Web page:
What is an 'Exit Point'

An exit point is the price at which an investor sells an investment. The exit point can be decided and integrated at the time of an initial investment or it may become part of the investment strategy over time.

BREAKING DOWN 'Exit Point'

An exit point can be a consideration in a variety of different types of investments. Active investors can use various types of conditional orders to integrate exit points and an exit strategy into their securities investments. Investors in private companies will also typically have an exit strategy plan when investing large amounts of capital.

Active Trading Strategies

In securities trading, exit points can be used to manage the risk of loss and also to set profit targets. Investors commonly use conditional orders to set exit points on securities that have uncertain risks. Investors may also apply an exit point to a traded investment when developments are occurring that affect the price either positively or negatively.

One of the best examples of a trading strategy that integrates premeditated exit points at the time of initial investment is a bracketed buy order. A bracketed buy order is a conditional order that includes an exit point with a profit target and an exit point with a stop loss target. In a bracketed buy order an investor buys a security then sets a profit limit order at a specified price and a stop loss order at a specified price. The investor can vary the price of their stop loss order and profit limit order according to their risk tolerance. A bracketed buy order is a good way to manage risk on a security at the time of initial investment. It can be especially helpful if the investor is uncertain about the overall profitability of the security or if they wish to only hold the security over a short time period.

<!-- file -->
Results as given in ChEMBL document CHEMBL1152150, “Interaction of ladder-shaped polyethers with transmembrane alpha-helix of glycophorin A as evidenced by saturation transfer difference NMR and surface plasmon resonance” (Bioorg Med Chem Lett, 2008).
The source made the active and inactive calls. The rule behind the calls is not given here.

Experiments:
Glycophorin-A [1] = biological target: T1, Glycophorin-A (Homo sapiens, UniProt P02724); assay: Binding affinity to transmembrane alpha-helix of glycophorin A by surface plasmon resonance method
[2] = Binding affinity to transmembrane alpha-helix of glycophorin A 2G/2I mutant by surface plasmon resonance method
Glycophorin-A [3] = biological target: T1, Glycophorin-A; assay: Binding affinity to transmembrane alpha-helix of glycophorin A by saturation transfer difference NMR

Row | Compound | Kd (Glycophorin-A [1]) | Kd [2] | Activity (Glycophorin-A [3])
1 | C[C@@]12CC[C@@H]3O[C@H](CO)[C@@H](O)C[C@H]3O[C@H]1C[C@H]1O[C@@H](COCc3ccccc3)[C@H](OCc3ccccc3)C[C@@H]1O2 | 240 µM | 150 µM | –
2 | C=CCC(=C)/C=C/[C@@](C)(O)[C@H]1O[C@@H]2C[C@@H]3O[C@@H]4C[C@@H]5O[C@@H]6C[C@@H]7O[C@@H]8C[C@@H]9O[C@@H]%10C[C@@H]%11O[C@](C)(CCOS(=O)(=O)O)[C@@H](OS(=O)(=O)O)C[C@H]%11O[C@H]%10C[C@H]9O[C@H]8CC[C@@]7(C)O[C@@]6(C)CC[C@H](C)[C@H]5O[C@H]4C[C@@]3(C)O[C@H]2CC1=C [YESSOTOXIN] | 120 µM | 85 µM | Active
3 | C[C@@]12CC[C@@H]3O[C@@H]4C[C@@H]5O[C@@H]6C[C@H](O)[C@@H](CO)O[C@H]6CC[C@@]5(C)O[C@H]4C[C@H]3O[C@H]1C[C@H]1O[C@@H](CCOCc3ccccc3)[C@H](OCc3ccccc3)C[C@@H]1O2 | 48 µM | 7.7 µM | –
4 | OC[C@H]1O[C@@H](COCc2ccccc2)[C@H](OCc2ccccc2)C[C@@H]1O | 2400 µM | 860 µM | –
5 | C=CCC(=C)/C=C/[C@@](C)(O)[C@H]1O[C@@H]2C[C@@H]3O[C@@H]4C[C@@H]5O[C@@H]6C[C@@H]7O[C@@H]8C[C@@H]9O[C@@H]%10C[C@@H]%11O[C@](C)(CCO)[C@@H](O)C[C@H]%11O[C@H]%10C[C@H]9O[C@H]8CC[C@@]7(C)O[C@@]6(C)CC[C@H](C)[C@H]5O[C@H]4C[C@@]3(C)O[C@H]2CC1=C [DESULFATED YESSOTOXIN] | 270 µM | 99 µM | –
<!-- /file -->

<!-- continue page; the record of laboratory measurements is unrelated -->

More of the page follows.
Once an investor owns a security they can also easily place conditional exit point orders at any time. Profit limit orders will help an investor to exit with a planned profit while stop loss orders will help an investor to set a specified value for losses. An investor following developments on their securities may see that a company has just announced news that is expected to significantly increase its value in the near-term. Given this news they may wish to set a profit limit order to take gains from this potential upswing in the price. Adversely, negative developments on a company might also be released that could cause losses to the stock price. To protect against this risk the investor could also add a conditional stop loss order to exit if the stock reaches a specified price.

There are many different strategies that can be used with integrated exit points. Most involve conditional orders which can be set as good until canceled to provide for a long-term exit strategy. Investors should also keep in mind that any exit from an investment involving capital gains will be taxed at either a short-term or long-term capital gains tax rate.

Business Exit Strategies

Businesses making large capital investments in private companies will also seek to manage exit points and exit strategies across their investments. Generally, an exit point and exit strategy is a part of all long-term business investment plans. For some investors the exit point may be an initial public offering. In other cases, an investor will set a profit target and maximum loss as part of their overall investing strategy.

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